…reviewed by Phil Ward here:
Ward, P.S. 2007. Phylogeny, classification, and species-level taxonomy of ants (Hymenoptera: Formicidae). Zootaxa 1668: 549-563.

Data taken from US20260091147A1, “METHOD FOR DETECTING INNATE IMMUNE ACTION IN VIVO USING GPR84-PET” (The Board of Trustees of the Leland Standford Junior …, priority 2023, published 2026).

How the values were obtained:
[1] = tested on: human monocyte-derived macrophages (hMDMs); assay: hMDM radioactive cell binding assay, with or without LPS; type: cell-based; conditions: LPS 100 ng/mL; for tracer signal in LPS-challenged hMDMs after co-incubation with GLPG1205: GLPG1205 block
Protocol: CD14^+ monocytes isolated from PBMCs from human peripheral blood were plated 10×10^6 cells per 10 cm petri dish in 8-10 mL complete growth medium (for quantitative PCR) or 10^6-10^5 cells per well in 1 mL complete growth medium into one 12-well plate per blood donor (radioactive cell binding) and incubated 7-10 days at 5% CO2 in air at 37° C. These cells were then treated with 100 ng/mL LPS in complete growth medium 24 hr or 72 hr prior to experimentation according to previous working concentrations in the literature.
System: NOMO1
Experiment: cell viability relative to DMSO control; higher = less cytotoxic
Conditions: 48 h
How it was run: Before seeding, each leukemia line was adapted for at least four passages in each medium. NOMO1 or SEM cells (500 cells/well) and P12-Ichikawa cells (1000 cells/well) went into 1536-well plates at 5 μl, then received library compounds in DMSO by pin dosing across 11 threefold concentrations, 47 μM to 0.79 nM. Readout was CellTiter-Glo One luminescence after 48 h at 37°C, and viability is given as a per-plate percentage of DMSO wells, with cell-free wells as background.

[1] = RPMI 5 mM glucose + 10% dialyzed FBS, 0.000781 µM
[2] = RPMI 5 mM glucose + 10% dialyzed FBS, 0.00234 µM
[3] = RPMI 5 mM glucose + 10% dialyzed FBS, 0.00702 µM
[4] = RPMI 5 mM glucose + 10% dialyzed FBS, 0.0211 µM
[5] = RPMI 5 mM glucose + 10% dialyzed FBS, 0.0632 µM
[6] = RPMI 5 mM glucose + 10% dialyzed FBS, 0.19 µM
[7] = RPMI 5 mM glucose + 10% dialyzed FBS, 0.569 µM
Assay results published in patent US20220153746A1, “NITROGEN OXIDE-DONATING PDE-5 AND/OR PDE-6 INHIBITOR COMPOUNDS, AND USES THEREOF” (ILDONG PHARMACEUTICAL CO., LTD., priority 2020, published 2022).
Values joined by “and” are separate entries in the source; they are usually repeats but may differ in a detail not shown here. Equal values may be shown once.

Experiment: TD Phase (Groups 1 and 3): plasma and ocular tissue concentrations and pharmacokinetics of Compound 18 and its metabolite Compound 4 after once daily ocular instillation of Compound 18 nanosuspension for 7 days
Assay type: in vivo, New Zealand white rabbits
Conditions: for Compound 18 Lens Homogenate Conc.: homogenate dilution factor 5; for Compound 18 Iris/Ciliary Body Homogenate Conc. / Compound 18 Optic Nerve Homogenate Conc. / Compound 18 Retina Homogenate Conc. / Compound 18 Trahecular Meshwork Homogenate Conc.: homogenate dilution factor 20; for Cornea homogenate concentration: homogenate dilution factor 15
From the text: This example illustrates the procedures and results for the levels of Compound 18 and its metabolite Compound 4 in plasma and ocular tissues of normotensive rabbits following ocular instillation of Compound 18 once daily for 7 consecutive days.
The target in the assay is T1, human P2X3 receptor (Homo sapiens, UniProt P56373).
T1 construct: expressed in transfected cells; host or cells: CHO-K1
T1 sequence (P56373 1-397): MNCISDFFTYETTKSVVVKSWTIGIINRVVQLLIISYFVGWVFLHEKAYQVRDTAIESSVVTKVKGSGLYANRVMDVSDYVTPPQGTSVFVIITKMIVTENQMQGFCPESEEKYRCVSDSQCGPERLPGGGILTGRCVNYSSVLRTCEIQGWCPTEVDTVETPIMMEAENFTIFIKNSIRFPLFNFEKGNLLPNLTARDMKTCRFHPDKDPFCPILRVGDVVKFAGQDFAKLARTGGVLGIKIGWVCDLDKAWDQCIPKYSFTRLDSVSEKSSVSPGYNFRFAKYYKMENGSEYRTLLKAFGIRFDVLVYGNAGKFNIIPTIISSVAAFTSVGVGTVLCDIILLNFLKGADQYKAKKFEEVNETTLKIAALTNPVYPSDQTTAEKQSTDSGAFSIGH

Abstract: The current state of ant systematics is reviewed. In recent years substantial progress has been made in identifying the major clades of ants and the relationships among them. Earlier inferences about ant phylogeny based on morphology have been refined and modified as a result of a recent influx of molecular (DNA sequence) data and new fossil discoveries. It is now apparent that much of the biological and taxonomic diversity of ants is contained within the “formicoid clade” which comprises 14 of the 20 extant subfamilies and about 90% of all species. Whether the remaining groups of extant ants (Leptanillinae and the poneroid subfamilies) represent a clade or a grade at the base of the ant tree remains unresolved. The fossil record for crown group ants extends back to 90–100 mya. Stem ants (sphecomyrmines, armaniines) were also present during this period. Molecular divergence date estimates that take into account the fossil record of both ants and other Hymenoptera suggest that crown group ants arose ~115–135 mya. Most of the extant ant subfamilies and genera are well defined morphologically and likely monophyletic, but there are some notable exceptions including the subfamily Cerapachyinae and several large and ambiguously delimited genera such as Pachycondyla. Several tribes in the large subfamilies Formicinae and Myrmicinae also represent artificial assemblages. Finally, while the specieslevel taxonomy of some ant genera is in a satisfactory state, taxonomic anarchy reigns in others, with numerous illdefined species and many names of uncertain applicability. Progress in this area of ant systematics will require sustained individual efforts, expansion of job opportunities, enlistment of new technologies, and a deeper understanding of the nature of ant species and the differences between them.